What? Am I the only one that noticed that the guys who wrote this stuff are evolutionary biologists and not linguists? If anyone is a non-specialist in this case it's them running rampant in someone else's field of expertise. As far as I'm concerned when it comes to linguistics, they're as laymen as I am. To be honest, if the article was about what the human race will look like in 10.000 years, I would be more inclined to believe their conclusions.

Futhermore the article is badly written and misleading, since these guys merely did a statistical analysis to try and predict the future of the PAST TENSE. The article's preface almost implies these guys squeezed the entire english language in a mathematical formula (which is obviously not the case).

Additionally, I'm mentioning a whole bunch of common sense factors that are known to affect the evolution of a language; factors these evolutionary scientists do not appear to have taken into consideration (or, at the very least, the article fails to mention if they did or not).

Finally, they're doing research. The fact that they found an aspect of English that can be quantified doesn't mean they'll be able to generalize it to the entire language. After all the point of research is to see if an assumption is correct or not. The answer could be either. The fact they're doing research should not and cannot be seen as conclusive evidence that their original hypothesis is valid.
Last edited by EvanT on Tue 10.23.2007 6:01 am, edited 1 time in total.
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RE: Predicting Evolution of Irregular Verbs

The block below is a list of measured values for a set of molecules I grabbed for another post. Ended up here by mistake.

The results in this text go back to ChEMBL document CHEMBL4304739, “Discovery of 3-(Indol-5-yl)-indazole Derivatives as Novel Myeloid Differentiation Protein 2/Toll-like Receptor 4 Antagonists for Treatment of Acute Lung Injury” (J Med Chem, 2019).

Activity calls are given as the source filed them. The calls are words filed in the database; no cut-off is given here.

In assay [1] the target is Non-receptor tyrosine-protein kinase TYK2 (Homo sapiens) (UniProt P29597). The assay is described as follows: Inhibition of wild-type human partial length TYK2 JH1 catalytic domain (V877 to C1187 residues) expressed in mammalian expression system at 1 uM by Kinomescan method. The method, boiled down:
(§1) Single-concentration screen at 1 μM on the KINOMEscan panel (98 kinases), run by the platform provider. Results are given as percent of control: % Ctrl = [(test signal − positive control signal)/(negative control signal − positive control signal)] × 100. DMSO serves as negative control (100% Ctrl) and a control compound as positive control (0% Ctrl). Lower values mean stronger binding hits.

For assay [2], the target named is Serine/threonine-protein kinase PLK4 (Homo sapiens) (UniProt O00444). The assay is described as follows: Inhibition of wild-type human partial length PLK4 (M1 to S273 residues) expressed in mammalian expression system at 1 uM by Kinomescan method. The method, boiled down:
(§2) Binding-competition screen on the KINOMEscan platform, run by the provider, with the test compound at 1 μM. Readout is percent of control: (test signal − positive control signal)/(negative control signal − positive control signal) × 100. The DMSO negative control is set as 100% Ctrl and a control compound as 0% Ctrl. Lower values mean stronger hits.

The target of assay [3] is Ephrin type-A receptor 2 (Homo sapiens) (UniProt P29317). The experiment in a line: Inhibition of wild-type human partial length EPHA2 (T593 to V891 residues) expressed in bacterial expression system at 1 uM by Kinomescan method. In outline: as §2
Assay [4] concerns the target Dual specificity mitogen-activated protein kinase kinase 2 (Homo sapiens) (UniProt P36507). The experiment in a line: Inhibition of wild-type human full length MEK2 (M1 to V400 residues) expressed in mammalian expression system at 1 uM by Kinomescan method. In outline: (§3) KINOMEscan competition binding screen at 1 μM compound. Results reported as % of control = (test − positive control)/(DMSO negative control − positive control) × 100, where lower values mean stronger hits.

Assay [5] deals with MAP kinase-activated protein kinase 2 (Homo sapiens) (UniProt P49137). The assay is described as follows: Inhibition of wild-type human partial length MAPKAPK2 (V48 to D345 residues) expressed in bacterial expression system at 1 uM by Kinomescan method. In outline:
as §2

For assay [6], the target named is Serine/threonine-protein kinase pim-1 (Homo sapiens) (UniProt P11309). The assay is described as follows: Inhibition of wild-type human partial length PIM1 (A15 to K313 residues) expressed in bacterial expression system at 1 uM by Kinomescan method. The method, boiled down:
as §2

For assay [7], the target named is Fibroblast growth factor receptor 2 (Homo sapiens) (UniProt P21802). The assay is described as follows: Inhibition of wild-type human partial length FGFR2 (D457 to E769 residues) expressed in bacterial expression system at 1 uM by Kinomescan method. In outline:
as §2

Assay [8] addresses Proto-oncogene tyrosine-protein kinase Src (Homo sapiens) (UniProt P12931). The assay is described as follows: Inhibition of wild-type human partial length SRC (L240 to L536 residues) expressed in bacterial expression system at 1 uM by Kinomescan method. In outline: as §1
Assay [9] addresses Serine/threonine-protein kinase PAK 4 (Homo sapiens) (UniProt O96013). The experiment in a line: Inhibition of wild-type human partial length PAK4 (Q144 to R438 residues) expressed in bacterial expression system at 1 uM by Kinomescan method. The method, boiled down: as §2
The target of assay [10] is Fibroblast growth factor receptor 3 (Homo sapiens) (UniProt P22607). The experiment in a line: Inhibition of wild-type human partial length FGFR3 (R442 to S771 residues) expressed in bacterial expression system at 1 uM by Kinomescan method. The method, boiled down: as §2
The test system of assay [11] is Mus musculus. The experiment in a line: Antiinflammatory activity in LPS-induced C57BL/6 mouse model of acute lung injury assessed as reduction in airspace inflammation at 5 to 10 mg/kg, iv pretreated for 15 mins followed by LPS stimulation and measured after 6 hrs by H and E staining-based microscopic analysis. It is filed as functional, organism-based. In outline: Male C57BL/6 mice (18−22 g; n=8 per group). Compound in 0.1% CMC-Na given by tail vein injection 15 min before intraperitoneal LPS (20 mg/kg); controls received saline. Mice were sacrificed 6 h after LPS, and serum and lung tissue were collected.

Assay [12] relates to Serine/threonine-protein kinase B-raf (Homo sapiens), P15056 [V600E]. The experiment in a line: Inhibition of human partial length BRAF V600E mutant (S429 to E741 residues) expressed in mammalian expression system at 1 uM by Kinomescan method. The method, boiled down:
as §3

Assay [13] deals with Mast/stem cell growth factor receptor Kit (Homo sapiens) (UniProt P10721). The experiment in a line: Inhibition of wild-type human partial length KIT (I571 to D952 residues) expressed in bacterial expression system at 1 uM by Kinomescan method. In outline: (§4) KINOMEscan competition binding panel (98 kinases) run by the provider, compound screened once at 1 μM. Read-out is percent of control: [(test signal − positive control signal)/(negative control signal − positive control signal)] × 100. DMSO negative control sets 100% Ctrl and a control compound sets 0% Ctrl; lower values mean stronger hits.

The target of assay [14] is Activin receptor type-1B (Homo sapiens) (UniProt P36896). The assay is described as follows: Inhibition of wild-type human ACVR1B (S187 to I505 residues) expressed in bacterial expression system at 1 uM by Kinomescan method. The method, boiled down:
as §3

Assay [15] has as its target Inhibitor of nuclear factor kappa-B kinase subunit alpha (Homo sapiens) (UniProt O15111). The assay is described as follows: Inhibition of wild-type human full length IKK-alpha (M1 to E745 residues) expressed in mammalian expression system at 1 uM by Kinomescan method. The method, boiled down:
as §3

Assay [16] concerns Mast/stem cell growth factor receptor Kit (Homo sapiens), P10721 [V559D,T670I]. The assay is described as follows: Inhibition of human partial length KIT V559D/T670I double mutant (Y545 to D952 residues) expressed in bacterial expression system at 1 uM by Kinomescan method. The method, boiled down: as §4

Postby JaySee » Tue 10.23.2007 8:36 am

I must also say I'm fairly skeptical about this research. Of course some linguistic phenomena can be captured in a formula (sound shifts for example tend to be very regular), but things like the regularisation of past tenses are something else.

If verb usage stays the same for the coming 2000 years then maybe the formula will hold out, but societies change over time, so this is unlikely to be the case. If "It regularizes them at a rate that is inversely proportional to the square root of their usage frequency" is true, does that mean that verbs like "to walk" and "to work" are/were used less often than verbs like "to fling" or "to grind"? That seems a bit odd. Clearly other factors play a role too.

To EvanT: Perhaps I'm being slightly nitpicky here, but there is no such thing as a "Celtogermanic" language. English is a Germanic language which only borrowed a handful of words from the Celtic languages, most of which are geographical names.
Last edited by JaySee on Tue 10.23.2007 8:37 am, edited 1 time in total.
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RE: Predicting Evolution of Irregular Verbs

Postby AJBryant » Tue 10.23.2007 1:24 pm

Why is this in "Movies and Music"?

I'm moving it to "General."


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RE: Predicting Evolution of Irregular Verbs

Postby two_heads_talking » Tue 10.23.2007 2:02 pm

Gundaetiapo wrote:

Why wouldn't linguists use mathematics?


We wouldn't have math without linguists either. come on. let's just pull our heads out huh?
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RE: Predicting Evolution of Irregular Verbs

Postby EvanT » Tue 10.23.2007 6:50 pm

To Jay See:
To EvanT: Perhaps I'm being slightly nitpicky here, but there is no such thing as a "Celtogermanic" language. English is a Germanic language which only borrowed a handful of words from the Celtic languages, most of which are geographical names.


Feel free to be nitpicky. I was in fact quite wrong. I know that English's linguistic definition isn't Celtogermanic. but I find myself using the term even if inaccurate. It seems that people forget easily the historical background of England. I typically use the term to stir things up a bit. You'd be surprised how many people aren't quite happy with the "-germanic" part either :P
Last edited by EvanT on Tue 10.23.2007 6:51 pm, edited 1 time in total.